cofee. We passed a restless night.

" The morning of the 4th dawned, and was ushered in with the boom
of heavy cannon. This assured us that the place was not taken, but
that they had approached very near it, as we could hear the guns of
the forts. The cannonading and musketry was incessant from daylight
! until about 1 P. M. At that time, orders came to move us back to the
rear. We . took up our line of marcfy fb Dixie. Although we were
prisoners in the hands of the enemy, yet we were jubilant. We knew
they had been repulsed; that the stars and stripes had again been
triumphant; and though we had a prison-life, and even starvation
staring us in the face, yet there was not a man despondent. We were
then suffering for something to .cat, but we knew the "rebs." were
suffering even more than**e were; for they had nothing to eat when
they attacked Corinth, and their only hope for something, was the
capture of the place. In this they had failed. The retreat soon be-
came a rout. Neither tongue nor pen can'describe the sufferings during
that memorable retreat. Wagons, with six mules attached, were filled with
the wounded and dying, and the cowardly drivers whipping their niule


at every jump. The groans of the dying and the curses of the wounded
were enough to make the knees of terror tremble. One would think T
that if human ^suffering would expiate the crime of treason, all this
army should be forgiven; for they suffered from hunger, thirst, fatigue,
and all the ills that follow a defeated, routed, broken and disheartened
army. I could not help feeling sorry for the panic stricken wretches.

"At night, we camped about twelve miles from Corinth, on a little
branch. I had coffee enough to make us a cup apiece. This, and a
few crumbs of crackers, was all w,e had for twelve of us eight Federal
officers and four EjjH officers." (It will be remembered *they had 9W
nothing to eat th^^B before, and very little on the preceding day.)
"We camped neaj fj^iouse, and there was a rooster, the only chicken
left on the premises^ We offered five dollars for it. The woman would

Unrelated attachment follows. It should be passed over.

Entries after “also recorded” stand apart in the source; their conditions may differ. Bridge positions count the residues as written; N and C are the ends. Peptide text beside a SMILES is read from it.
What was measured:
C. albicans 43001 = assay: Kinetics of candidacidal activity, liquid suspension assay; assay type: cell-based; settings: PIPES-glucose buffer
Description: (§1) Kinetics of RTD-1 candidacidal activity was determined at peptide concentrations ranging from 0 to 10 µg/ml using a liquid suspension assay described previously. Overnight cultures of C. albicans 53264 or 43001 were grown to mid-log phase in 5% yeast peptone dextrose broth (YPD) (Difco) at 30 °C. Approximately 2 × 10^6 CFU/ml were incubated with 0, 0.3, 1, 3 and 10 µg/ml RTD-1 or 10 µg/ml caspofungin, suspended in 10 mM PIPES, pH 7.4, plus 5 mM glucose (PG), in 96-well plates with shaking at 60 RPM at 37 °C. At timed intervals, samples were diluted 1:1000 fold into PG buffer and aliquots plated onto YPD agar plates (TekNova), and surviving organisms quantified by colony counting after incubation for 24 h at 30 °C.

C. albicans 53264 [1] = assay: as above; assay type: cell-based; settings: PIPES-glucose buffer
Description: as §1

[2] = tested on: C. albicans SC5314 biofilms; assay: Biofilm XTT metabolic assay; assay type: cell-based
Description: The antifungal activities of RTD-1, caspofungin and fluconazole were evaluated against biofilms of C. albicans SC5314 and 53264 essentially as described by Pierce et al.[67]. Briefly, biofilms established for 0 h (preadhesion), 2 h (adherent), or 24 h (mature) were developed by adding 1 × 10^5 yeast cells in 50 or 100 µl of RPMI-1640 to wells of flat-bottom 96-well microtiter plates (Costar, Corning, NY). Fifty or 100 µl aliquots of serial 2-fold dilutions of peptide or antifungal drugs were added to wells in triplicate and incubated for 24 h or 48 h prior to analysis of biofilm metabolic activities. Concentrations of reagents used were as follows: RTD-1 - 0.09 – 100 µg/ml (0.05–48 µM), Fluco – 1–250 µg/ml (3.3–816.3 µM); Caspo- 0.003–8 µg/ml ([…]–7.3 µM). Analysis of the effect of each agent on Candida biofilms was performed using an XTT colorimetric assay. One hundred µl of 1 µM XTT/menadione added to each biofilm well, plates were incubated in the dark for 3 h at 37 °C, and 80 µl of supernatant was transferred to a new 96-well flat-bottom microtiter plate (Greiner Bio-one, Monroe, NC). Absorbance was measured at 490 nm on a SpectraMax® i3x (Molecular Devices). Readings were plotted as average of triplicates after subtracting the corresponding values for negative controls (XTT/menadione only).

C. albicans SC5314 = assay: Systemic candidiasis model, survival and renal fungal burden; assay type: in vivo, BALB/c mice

not let us have it.

"On the morning of the 5th of October, we again moved, escorted
by a company of the liebel Jkuris cavalry, under comman(|pf Gapt,
Douglass. Let me mention her^pthat Capt. D. did all in his power to
make his prisoners comfortable. While we were being marched back
on the afternoon of the 4th, an aid of Gen. VanDorn's rode up and
told him to move the prisoners foster. He sajcl, ' If I move them faster
they will fall down from exhaustion.' The aid replied, 'Let them fall,
and be d d. Shoot them if you cannot get them along.' But the
CaptaiiFtook his own guit, and treated all kindly. As we marched
along this forenoon we saw a great number of their wounded on^H sides
of the road. About 1 o'clock we came in sight of Hatchie Bridge.

We halted /or a few momenfc, ancksoon we heard Anting in front of
us. We were taken back about one mile, and haltecT in a hollow. We
had been there but a lew moments, when riHc shells came whistling in
sucn. close proximity that we had "to retire further back. Soon we saw
the liebel mass come running back in, if possible, greater confusion
than the day before. They thought t^e whole liebel army .would be
capturecl. They took up the HatchieWbout ten mils and crossed us,
and we halted about 12 o'clock that night, near Ruckersville, Miss.
Here they killed a beef weighing about 800 pounds, for the o20 pris-
oners and their guards, in all over 400. We had had nothing to eat
that day but raw corn. We ate the beef without salt.

"On the morning of the 6th, we started towards Ripley, without
anything else to eat.
gave us a very little
the following mornin
Miss. The day was very hot and the roads dusty. Add to this, the
suffering from' hunger, and it w^uld be hard to describe the amount of
suffering tfce men endured. We camped at nj^it near a Mr. Robinson'*
(To-day we had to march about nine miles qjc of the way, on account
of some one destroying a bridge in the rear of the retreating army.)
Th^ officers got a very good supper at Mr. Il.'.s. by paying one dollar